In the history of photography, there are few people who have had as lasting an impact as Robert Capa. A Hungarian-born photographer, he helped to redefine conflict photography. His observation that “if your photographs aren’t good enough, you’re not close enough” has been repeated like a mantra by photojournalists for decades.
But Robert Capa’s story has been crafted not only by his stunning images of men at war, but also by the myth that he himself helped create. It’s a perception that helped elevate him to legendary status, but which at the same time diminished the awareness if not the importance of two of his compatriots, each who had as significant an impact on redefining the role of a photographer in war.
Directed by Trisha Ziff, The Mexican Suitcase tells the story of a mysterious suitcase that contained the negatives created by these three photographers during the failed Spanish Civil War in the early part of the 20th Century. In it was the work not only of Robert Capa, but also of his compatriots with a camera, David “Chim” Seymour and Gerda Taro.
The film explores the impact of the images created by these photographers. By photographing in the midst of combat, their photographs provided the world a never-before seen view of war and its impact not only on fighting men, but on a vulnerable civilian population.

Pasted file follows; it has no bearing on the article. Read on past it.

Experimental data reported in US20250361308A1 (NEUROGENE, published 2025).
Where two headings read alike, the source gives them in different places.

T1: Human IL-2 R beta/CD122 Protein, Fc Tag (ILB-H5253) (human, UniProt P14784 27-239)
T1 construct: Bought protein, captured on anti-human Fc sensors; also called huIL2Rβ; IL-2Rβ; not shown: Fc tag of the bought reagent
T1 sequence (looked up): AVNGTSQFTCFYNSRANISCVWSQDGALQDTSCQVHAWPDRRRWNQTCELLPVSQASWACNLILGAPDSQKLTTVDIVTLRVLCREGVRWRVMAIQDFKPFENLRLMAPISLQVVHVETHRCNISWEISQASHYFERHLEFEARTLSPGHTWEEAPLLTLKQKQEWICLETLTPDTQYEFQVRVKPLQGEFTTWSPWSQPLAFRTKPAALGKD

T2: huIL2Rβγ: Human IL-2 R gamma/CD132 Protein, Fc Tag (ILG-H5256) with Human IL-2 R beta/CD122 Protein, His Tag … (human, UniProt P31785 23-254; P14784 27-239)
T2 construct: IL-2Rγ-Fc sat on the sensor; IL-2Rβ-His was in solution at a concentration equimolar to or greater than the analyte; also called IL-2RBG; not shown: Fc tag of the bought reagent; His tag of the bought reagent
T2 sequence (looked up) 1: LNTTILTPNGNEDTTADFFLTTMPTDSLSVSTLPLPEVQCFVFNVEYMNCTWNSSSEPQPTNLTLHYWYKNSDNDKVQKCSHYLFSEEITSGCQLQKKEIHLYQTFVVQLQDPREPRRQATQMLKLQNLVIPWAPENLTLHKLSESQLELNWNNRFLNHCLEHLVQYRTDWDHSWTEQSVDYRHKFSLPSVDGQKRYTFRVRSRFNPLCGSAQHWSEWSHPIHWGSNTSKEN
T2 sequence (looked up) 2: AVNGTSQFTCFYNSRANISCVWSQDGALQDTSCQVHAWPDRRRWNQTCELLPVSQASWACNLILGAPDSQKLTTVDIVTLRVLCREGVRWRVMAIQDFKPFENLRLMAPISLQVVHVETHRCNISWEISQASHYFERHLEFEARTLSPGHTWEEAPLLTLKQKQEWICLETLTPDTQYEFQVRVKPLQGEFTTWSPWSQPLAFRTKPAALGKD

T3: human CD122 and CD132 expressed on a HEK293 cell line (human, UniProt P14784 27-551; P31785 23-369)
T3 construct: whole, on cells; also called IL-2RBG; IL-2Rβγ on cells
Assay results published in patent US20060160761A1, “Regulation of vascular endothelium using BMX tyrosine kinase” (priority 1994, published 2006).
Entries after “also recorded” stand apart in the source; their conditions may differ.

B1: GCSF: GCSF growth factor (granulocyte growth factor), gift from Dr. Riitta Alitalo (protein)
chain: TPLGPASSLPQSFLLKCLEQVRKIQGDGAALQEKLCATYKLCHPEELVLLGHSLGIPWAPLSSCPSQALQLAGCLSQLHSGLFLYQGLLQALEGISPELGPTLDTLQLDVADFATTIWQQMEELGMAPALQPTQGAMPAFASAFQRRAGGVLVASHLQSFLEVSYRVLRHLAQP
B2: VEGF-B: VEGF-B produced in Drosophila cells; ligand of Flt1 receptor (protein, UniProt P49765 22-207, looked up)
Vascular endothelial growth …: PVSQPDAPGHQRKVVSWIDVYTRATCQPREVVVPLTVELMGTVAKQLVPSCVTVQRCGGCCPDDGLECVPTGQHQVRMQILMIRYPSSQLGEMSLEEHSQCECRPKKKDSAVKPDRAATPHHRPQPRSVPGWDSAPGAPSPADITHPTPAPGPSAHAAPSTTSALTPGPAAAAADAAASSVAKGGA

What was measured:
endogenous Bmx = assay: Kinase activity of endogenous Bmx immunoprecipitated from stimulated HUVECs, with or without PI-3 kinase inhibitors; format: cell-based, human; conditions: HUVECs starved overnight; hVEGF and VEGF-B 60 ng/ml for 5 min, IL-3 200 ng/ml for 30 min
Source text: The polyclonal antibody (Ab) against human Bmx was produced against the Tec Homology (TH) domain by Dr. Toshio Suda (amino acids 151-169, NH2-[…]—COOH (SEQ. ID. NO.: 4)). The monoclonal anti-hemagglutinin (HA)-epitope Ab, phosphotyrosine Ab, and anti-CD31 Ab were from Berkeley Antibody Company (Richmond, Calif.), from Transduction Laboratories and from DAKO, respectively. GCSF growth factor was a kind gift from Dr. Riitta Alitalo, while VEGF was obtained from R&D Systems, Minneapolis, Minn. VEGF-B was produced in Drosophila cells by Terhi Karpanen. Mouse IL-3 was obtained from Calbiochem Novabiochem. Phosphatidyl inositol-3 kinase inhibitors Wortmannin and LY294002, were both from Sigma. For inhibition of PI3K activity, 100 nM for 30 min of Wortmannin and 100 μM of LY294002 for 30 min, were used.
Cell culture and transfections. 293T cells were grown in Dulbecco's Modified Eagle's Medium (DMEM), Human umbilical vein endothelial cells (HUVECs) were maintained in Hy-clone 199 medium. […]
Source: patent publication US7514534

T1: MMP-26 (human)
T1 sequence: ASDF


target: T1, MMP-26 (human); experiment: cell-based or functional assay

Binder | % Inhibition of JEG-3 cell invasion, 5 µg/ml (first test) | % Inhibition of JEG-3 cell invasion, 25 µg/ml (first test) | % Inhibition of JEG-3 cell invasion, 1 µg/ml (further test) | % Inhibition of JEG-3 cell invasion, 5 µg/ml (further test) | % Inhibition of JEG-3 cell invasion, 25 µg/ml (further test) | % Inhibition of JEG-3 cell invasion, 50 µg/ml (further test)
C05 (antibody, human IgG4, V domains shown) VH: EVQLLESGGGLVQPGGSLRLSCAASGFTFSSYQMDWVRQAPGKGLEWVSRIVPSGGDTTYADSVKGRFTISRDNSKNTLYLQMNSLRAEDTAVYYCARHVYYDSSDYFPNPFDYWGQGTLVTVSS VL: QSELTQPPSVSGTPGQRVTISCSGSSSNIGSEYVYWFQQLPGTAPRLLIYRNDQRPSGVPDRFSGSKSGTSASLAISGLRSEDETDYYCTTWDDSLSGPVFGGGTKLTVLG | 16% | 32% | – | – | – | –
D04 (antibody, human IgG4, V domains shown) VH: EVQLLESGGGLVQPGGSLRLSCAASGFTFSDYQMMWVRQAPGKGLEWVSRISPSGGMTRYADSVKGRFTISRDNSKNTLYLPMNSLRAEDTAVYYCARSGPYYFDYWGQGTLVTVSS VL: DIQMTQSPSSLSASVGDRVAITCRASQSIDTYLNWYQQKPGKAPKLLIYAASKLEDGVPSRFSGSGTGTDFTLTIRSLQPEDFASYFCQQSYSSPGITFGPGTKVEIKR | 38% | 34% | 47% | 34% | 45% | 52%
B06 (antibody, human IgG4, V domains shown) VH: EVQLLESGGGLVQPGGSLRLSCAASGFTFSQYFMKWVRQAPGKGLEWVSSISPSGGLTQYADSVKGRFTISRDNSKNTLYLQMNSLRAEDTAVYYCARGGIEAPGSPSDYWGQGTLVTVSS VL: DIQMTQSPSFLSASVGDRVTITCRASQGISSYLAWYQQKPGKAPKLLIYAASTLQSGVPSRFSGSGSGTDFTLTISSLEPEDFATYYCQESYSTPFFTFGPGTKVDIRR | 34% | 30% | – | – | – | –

The documentary deftly explores the importance of these three young photographers and how the recovery of this missing suitcase helped to tell a more complete story of their efforts during the failed revolution.
It is a film that might have sufficed at telling the story of photographers with an engaging mystery-solving narrative. However, it becomes even more poignant when the journey of the suitcase and its contents parallels the journey of the Spanish refugees from Spain, to refugee camps on the beaches of France to their final destination in Mexico.
The film is also an exploration of the importance of memories and their ownership, not only by the photographers who captured events with their cameras, but the people who survived those same events. The film succeeds in showing how photography not only serves as a spark for memory, but also provides the means to tap into deep and lasting feelings of survival, loss and determination.
Available currently on Amazon Instant Video as well as streaming via Netflix, the Mexican Suitcase is a film that should not be missed by anyone with a passion for not only photography, but also history.
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